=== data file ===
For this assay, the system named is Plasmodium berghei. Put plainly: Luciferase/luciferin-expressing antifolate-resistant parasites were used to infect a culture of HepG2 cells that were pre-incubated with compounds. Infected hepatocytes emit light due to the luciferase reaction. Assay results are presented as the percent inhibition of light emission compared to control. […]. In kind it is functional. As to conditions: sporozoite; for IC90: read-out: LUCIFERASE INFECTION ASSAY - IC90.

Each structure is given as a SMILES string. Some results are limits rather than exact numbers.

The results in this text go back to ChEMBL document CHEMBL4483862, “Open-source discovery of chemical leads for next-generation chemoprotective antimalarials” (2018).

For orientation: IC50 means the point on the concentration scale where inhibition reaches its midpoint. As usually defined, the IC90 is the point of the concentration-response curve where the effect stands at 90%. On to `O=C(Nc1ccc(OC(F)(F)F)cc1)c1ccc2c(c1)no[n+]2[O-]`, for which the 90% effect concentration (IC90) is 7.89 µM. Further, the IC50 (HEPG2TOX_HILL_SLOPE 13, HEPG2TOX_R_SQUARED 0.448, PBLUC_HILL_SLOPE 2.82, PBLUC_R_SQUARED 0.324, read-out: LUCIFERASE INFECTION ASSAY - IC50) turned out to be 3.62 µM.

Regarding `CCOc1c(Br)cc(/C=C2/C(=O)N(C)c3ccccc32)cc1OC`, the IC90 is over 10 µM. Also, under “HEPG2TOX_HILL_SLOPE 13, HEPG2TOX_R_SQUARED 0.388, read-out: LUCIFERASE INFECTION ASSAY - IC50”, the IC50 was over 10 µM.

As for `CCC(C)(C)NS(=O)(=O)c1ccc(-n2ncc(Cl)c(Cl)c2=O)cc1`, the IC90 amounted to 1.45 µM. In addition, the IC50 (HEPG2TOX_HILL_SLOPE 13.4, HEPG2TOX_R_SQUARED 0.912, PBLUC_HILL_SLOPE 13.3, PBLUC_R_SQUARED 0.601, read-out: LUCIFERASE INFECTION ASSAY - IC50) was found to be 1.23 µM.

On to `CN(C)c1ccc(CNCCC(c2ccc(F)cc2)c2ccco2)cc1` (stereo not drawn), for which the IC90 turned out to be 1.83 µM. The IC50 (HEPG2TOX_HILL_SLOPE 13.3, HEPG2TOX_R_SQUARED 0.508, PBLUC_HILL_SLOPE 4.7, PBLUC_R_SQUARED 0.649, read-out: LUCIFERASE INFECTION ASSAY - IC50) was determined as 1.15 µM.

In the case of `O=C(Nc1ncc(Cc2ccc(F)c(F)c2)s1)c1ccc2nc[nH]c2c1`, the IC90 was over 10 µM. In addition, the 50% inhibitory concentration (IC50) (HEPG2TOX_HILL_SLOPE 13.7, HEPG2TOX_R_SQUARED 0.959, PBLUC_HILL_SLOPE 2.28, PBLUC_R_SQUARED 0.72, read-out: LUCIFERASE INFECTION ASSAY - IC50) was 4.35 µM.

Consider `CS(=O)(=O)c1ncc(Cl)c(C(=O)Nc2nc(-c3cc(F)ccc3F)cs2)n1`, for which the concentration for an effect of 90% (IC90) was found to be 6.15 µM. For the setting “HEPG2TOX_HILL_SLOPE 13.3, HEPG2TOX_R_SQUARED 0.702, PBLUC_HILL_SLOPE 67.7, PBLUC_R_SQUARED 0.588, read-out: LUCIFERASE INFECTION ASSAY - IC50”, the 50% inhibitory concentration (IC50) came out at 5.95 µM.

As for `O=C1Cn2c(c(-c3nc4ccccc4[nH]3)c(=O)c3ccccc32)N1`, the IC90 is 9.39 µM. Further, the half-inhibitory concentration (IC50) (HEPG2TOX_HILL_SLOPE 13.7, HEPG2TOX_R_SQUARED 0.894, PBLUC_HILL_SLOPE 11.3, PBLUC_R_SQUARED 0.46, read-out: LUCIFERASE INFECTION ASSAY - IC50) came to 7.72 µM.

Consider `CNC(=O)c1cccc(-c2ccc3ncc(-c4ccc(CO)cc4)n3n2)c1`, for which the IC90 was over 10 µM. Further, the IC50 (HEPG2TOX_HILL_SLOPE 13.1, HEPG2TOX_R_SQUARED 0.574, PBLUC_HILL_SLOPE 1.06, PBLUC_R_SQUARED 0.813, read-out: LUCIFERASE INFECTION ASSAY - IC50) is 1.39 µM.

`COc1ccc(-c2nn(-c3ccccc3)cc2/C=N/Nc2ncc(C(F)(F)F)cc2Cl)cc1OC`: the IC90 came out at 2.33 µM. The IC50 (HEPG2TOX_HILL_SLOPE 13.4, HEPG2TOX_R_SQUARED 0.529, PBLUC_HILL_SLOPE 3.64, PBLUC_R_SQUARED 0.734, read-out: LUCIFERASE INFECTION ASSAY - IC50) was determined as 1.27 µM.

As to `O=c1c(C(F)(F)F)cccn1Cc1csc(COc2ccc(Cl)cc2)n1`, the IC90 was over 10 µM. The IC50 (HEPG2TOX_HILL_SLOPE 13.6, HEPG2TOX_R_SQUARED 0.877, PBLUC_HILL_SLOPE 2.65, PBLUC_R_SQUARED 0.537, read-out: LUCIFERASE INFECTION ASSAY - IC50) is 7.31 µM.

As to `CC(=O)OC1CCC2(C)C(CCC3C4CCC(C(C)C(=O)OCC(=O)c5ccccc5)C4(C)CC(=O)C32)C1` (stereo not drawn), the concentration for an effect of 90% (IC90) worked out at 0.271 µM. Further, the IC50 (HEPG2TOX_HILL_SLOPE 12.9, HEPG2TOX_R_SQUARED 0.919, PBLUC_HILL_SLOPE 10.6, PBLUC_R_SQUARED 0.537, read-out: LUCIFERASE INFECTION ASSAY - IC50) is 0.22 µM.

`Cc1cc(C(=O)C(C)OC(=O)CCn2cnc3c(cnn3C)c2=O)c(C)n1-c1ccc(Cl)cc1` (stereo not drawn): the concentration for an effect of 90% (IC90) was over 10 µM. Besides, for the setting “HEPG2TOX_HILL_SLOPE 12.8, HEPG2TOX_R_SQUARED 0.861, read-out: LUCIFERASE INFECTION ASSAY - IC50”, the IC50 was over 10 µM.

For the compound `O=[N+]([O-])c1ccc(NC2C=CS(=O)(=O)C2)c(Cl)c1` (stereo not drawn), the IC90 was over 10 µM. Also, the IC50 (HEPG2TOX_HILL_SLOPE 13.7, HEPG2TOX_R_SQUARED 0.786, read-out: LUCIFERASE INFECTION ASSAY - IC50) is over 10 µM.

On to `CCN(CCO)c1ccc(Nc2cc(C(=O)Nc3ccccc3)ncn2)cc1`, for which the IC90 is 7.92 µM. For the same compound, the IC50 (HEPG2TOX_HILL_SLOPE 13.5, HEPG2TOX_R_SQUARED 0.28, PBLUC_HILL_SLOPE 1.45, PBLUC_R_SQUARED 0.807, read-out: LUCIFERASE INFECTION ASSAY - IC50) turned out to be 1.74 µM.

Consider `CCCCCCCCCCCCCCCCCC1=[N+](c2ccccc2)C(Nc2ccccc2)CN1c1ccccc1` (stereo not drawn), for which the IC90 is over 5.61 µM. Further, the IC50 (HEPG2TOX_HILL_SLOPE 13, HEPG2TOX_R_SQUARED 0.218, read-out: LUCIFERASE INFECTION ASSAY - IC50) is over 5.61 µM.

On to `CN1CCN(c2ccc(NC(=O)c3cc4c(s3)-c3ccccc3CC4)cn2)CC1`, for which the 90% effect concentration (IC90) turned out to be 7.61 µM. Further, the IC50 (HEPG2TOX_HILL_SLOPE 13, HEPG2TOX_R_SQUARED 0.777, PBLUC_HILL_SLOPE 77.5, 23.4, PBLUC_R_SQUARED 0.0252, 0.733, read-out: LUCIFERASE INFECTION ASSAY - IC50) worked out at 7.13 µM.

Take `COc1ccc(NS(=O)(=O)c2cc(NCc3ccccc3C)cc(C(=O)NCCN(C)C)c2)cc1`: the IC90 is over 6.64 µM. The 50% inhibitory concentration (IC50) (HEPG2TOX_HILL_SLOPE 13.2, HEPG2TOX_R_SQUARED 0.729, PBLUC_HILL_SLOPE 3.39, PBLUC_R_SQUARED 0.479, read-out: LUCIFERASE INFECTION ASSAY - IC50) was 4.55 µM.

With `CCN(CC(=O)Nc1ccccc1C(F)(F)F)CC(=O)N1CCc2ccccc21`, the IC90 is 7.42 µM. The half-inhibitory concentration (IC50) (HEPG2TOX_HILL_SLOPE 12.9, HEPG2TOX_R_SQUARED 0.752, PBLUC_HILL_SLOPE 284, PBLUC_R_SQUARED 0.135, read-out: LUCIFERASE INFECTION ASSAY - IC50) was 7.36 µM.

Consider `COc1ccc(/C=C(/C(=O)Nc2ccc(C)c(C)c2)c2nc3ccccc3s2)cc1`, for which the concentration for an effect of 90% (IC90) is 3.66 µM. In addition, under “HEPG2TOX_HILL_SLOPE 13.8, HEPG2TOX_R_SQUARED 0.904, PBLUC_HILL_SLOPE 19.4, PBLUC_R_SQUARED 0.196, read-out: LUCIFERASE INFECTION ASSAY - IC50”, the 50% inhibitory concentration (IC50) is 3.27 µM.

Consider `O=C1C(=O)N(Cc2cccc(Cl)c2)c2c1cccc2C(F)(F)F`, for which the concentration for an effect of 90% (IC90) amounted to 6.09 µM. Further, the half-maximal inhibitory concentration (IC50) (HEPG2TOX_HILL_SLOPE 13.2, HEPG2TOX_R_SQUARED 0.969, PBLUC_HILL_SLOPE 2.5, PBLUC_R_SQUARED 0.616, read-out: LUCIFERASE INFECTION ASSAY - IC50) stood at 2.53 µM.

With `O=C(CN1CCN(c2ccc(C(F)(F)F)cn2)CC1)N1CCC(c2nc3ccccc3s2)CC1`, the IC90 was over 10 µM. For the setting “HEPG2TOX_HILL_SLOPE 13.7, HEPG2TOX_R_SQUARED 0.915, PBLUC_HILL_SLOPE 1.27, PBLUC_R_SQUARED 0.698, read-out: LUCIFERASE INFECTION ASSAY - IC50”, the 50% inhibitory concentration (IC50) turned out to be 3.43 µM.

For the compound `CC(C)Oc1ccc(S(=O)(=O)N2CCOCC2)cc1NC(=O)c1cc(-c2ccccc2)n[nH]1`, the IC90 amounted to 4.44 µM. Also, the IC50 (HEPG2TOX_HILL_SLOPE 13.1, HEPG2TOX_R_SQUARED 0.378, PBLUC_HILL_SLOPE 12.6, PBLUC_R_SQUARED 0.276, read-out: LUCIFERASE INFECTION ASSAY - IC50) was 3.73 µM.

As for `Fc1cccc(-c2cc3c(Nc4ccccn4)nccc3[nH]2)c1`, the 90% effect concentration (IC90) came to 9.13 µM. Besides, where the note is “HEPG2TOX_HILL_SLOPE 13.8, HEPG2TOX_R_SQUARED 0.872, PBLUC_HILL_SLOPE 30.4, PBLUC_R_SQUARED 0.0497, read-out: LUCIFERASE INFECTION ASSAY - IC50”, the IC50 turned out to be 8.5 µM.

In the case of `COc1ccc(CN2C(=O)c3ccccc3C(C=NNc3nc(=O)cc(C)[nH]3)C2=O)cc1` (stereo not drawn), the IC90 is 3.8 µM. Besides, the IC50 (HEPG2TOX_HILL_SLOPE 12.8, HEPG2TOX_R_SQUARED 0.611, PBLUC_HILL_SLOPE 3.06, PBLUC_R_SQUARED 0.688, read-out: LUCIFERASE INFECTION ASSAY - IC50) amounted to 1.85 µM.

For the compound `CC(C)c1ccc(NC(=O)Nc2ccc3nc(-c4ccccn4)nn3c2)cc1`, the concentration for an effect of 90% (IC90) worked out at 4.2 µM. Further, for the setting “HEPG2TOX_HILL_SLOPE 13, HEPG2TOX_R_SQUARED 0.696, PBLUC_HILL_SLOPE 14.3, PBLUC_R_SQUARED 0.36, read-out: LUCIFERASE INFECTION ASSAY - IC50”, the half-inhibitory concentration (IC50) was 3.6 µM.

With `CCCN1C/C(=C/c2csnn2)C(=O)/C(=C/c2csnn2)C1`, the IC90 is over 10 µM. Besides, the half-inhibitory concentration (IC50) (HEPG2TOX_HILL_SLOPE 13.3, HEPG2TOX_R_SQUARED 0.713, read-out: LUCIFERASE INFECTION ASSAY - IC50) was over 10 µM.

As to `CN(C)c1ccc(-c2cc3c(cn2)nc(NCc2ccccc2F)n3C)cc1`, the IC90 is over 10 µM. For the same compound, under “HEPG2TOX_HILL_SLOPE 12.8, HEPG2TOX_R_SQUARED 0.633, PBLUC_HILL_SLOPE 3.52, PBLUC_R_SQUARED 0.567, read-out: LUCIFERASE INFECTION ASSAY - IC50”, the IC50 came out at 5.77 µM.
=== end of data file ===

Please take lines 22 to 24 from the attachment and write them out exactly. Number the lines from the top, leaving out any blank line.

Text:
Consider `COc1ccc(/C=C(/C(=O)Nc2ccc(C)c(C)c2)c2nc3ccccc3s2)cc1`, for which the concentration for an effect of 90% (IC90) is 3.66 µM. In addition, under “HEPG2TOX_HILL_SLOPE 13.8, HEPG2TOX_R_SQUARED 0.904, PBLUC_HILL_SLOPE 19.4, PBLUC_R_SQUARED 0.196, read-out: LUCIFERASE INFECTION ASSAY - IC50”, the 50% inhibitory concentration (IC50) is 3.27 µM.

Consider `O=C1C(=O)N(Cc2cccc(Cl)c2)c2c1cccc2C(F)(F)F`, for which the concentration for an effect of 90% (IC90) amounted to 6.09 µM. Further, the half-maximal inhibitory concentration (IC50) (HEPG2TOX_HILL_SLOPE 13.2, HEPG2TOX_R_SQUARED 0.969, PBLUC_HILL_SLOPE 2.5, PBLUC_R_SQUARED 0.616, read-out: LUCIFERASE INFECTION ASSAY - IC50) stood at 2.53 µM.

With `O=C(CN1CCN(c2ccc(C(F)(F)F)cn2)CC1)N1CCC(c2nc3ccccc3s2)CC1`, the IC90 was over 10 µM. For the setting “HEPG2TOX_HILL_SLOPE 13.7, HEPG2TOX_R_SQUARED 0.915, PBLUC_HILL_SLOPE 1.27, PBLUC_R_SQUARED 0.698, read-out: LUCIFERASE INFECTION ASSAY - IC50”, the 50% inhibitory concentration (IC50) turned out to be 3.43 µM.